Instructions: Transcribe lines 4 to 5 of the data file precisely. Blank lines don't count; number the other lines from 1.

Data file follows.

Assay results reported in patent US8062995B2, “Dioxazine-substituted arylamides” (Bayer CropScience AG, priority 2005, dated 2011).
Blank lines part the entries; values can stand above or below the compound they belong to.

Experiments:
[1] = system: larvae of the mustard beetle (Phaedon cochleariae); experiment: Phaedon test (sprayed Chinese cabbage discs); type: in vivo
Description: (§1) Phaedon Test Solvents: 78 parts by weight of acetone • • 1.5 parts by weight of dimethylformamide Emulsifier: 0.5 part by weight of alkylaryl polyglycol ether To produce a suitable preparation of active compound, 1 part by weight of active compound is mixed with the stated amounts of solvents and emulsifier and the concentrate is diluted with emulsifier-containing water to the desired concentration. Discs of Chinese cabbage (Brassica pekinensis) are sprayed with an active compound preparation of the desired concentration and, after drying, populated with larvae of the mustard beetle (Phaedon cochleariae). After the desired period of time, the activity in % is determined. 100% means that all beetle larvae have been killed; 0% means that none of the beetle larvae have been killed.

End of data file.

[1] = system: larvae of the mustard beetle (Phaedon cochleariae); experiment: Phaedon test (sprayed Chinese cabbage discs); type: in vivo
Description: (§1) Phaedon Test Solvents: 78 parts by weight of acetone • • 1.5 parts by weight of dimethylformamide Emulsifier: 0.5 part by weight of alkylaryl polyglycol ether To produce a suitable preparation of active compound, 1 part by weight of active compound is mixed with the stated amounts of solvents and emulsifier and the concentrate is diluted with emulsifier-containing water to the desired concentration. Discs of Chinese cabbage (Brassica pekinensis) are sprayed with an active compound preparation of the desired concentration and, after drying, populated with larvae of the mustard beetle (Phaedon cochleariae). After the desired period of time, the activity in % is determined. 100% means that all beetle larvae have been killed; 0% means that none of the beetle larvae have been killed.